COMEDIAN Sir Ken Dodd had a 'soft spot' for Boltonians after his second professional performance in the town in the 1950s, said his friend Sean Hornby, who paid tribute to the popular entertainer.

The much-loved star famous for his tickling sticks died on Sunday, aged 90, at home, just two days after getting married, with his wife, Anne, at his bedside.

The Liverpool comedian performed his second professional show in Bolton and was due to return to the town to perform at the Albert Halls in February but had to cancel after falling ill.

Cllr Hornby, who yesterday travelled to Liverpool to leave a floral tribute, said: "It was a sad day to wake to the news that Ken Dodd, a personal friend of mine and my late father Cllr Kevan Hornby, has passed away yesterday at his home in Knotty Ash where he was born and loved all his life.

"Ken's second professional show was done at the Grand Theatre, which used to stand in Churchgate, in September, 1954 and Doddy has had a soft spot for the people of Bolton ever since.

"I first came into contact with Doddy in 1980 when he came and did a charity show at Little Lever School on behalf of my dad to raise money for charity in Little Lever.

"Ken not only came and did the show for nothing, he donated some money towards the event as well. In 1990 after the death of my daughter, aged just 20 months, Ken was a great support to me and my family and we have remained friends ever since."

Cllr Hornby said: "Over many years Ken has raised millions for different charities and was knighted for his six decades as an entertainer and his charity work.

"Show business has lost a great entertainer, the last of the all time great comedians and certainly the best of the variety comedians.

"My thoughts and prayers go out to Ken's partner and now wife as of last Friday Anne.

"It has been a privilege and a pleasure to know such a great comedy genius."

The comedian left hospital on February 27 at the end of a six-week stay for a chest infection.

He wed Anne Jones, his partner of 40 years, on Friday.

His publicist Robert Holmes said: "To my mind, he was one of the last music hall greats. There is no one else that comes close.

"He passed away in the home that he was born in over 90 years ago. He's never lived anywhere else. It's absolutely amazing.

"With Ken gone, the lights have been turned out in the world of variety.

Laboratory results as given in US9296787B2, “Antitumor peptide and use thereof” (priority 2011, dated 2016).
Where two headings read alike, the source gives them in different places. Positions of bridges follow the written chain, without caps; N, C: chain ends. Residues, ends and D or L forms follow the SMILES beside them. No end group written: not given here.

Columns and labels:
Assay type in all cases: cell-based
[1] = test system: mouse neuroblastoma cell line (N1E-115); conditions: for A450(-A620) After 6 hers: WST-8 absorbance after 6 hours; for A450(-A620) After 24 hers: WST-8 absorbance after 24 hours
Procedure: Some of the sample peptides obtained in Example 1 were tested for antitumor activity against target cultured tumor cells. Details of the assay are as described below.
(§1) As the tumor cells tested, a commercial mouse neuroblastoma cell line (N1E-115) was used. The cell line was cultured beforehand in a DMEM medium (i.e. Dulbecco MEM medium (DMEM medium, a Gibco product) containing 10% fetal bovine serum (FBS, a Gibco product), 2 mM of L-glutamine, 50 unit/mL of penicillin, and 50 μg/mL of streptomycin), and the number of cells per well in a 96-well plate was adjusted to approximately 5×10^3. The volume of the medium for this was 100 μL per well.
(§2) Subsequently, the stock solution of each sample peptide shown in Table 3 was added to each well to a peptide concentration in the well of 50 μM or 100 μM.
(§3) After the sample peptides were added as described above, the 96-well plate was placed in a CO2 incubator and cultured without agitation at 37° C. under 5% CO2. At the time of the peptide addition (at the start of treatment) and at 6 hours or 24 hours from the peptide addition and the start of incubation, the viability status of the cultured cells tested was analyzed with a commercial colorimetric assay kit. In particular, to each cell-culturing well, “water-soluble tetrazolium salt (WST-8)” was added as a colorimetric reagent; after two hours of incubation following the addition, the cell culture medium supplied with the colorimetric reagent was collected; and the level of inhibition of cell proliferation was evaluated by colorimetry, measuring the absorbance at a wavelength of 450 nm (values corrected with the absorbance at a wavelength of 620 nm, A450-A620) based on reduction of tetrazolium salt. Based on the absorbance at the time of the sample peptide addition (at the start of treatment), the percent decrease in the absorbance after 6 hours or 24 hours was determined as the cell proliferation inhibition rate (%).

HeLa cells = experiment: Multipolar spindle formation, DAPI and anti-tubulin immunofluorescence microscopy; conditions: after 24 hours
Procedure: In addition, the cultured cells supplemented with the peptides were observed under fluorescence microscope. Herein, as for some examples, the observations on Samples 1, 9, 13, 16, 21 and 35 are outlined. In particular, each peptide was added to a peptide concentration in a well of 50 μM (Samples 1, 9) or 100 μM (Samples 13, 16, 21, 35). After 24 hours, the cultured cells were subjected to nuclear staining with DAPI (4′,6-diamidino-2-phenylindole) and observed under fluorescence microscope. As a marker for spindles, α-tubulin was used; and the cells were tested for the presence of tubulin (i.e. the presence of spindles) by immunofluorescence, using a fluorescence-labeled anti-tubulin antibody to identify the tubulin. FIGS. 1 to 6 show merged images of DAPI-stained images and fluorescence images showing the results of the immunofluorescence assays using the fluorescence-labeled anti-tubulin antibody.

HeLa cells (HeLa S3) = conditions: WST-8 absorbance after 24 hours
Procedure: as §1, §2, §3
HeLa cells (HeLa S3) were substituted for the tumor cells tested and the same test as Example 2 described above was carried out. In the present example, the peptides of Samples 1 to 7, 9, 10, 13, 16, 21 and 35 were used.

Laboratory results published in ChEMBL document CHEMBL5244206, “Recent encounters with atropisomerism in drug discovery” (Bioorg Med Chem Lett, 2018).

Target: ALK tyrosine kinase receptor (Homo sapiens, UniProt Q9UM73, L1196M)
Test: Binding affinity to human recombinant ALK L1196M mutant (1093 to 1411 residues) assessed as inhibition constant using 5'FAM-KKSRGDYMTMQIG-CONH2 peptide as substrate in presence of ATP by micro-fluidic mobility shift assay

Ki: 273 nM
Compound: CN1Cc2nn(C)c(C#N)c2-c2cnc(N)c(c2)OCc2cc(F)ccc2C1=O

"He was a comedy legend and a genius."

He added: "He asked Anne if she wanted to marry. They got the registrar and were married in the house on Friday.

"He died two days later on Mother's Day. Anne is obviously very upset.

"It's a love story to beat them all."

Sir Ken performed his last show just months ago, at The Auditorium in the Liverpool Echo Arena, on December 28.

But all 2018 dates had to be cancelled due to his illness and subsequent hospital stay.

Brandishing a tickling stick and greeted by his Diddy Men, the star had vowed to carry on with his 'tattyfilarious' comedy when he left hospital last month.

"I'm going to teach my legs how to work again, they've forgotten you know, and once I've recovered myself I'll get back to doing the job, which is the only job I've ever had," he said at the time.

"While I was in here, I wrote some new jokes, so it should be all right."

The entertainer's career kicked off after his father bought a Punch and Judy for his eighth birthday, and he began charging school friends twopence to sit on orange boxes and watch the puppets.

He left school at 14 and worked with his brother Bill, heaving Arley cobbles and Houlton kitchen nuts for six years as part of his father's business.

But in his spare time, the former choirboy was singing and developing a stand-up comic routine at working men's clubs

The Theatre Royal, Nottingham, saw his £75-a-week debut in 1954 as Professor Chuckabutty, and within two years he was topping the bill at Blackpool, with bits such as the famous Diddy Men, the Broken Biscuit Repair Works, the Jam Butty Mines, the Moggy Ranch and the Treacle Wells.

This was followed by countless BBC series.

In 1964 he released his first single, Happiness, followed by Tears and then Promises.

Over the 1960s, he entered the Guinness Book of Records for the longest joke-telling session ever — 1,500 jokes in three-and-a-half hours.

His TV shows included The Ken Dodd Show, Beyond Our Ken and Ken Dodd's Laughter Show, and he entered the big time in 1965 with the longest-ever run at the London Palladium — 42 weeks.

In 1994, his Ken Dodd: An Audience With Ken Dodd show was filmed and released on video, followed in 1996 by the Ken Dodd: Live Laughter Tour and then Another Audience With Ken Dodd in 2002.

Also a well-known singer, in 1964 the star released his first single, Happiness, followed by smash hit Tears in 1965, and then Promises.

The veteran comic was knighted in honour of his decades-long showbiz career and charity work in March last year.

He was acquitted following a five-week trial, accused of tax fraud, in 1989 and would later joke about the case, which had transformed Liverpool Crown Court into a sell-out theatre, with fellow comics Eric Sykes and Roy Hudd called as character witnesses.

His first fiancee, Anita Boutin, died of a brain tumour in 1977 aged 45 after 24 years together.